Those who expressed concern about Google’s acquisition of Nest may have have been right: the company has told the Securities and Exchange Commission that it may choose to serve ads on “refrigerators, car dashboards, thermostats, glasses, and watches, to name just a few possibilities.”
The Wall Street Journal reports that Google made the statement in support of its contention that it shouldn’t have to break out ad revenue from mobile devices.
Google argued that it doesn’t make sense to break out mobile revenue since the definition of mobile will “continue to evolve” as more “smart” devices roll out.
“Our expectation is that users will be using our services and viewing our ads on an increasingly wide diversity of devices in the future,” the company said in the filing.
While the statement is purely a defensive one – the company not wanting to share more data than it has to with competitors – the specific thermostat example seems unlikely to have been chosen completely randomly.
Google added the Nest smart thermostat to Google Play three months after purchasing the company. Nest remains on sale in Apple stores, both retail and online.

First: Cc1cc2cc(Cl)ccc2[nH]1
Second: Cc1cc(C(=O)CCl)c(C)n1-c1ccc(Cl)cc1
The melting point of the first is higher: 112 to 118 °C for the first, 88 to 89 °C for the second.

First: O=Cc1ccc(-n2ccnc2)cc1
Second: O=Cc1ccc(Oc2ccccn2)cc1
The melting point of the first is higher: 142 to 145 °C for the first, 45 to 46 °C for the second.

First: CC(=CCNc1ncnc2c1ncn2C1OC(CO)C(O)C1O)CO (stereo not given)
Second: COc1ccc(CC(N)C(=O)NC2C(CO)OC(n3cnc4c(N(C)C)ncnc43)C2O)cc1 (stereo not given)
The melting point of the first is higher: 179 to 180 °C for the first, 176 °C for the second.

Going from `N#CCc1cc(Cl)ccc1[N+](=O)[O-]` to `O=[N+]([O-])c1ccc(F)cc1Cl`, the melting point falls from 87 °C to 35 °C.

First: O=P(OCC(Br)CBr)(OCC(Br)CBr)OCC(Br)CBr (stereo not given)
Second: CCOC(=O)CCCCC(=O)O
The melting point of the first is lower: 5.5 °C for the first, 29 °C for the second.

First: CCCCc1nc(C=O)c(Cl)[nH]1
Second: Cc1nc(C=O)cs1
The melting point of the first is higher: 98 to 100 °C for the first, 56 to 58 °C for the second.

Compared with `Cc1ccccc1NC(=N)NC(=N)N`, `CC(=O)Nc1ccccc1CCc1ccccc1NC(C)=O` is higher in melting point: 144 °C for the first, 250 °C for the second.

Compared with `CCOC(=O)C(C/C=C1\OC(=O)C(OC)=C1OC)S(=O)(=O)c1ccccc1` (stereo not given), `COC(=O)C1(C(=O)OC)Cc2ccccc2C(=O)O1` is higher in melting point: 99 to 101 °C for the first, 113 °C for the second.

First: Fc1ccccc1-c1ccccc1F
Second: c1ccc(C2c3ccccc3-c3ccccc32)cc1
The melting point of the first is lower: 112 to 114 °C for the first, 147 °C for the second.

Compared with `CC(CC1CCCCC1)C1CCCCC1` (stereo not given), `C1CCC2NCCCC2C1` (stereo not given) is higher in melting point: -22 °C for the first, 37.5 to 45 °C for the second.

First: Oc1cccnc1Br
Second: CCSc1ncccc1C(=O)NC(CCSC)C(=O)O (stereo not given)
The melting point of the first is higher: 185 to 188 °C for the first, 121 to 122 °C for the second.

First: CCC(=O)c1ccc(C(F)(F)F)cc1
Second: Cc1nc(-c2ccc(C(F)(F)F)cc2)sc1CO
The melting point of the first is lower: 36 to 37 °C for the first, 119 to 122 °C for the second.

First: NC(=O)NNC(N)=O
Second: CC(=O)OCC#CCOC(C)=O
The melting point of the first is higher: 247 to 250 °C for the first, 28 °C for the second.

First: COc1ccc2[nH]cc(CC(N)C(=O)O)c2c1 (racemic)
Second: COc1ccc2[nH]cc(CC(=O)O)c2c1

Nest was created by former Apple engineer Tony Fadell, the man dubbed ‘father of the iPod.’ Fadell sought to allay concerns about Google’s acquisition of the company soon after it was announced, promising that all data collected by Nest was used only to improve the product, and that any changes to that policy would be opt-in. Nothing was said about serving non-personalized ads, however.
Update: Google gave the following statement to Engadget…
“We are in contact with the SEC to clarify the language in this 2013 filing, which does not reflect Google’s product roadmap. Nest, which we acquired after this filing was made, does not have an ads-based model and has never had any such plans.”
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